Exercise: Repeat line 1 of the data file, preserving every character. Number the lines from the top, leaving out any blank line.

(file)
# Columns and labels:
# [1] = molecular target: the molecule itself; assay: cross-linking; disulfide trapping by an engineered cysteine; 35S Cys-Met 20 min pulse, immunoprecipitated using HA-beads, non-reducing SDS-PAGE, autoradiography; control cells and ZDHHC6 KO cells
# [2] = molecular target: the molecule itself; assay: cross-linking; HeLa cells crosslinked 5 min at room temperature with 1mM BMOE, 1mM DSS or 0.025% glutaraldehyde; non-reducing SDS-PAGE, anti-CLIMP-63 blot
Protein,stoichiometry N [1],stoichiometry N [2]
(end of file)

# Columns and labels: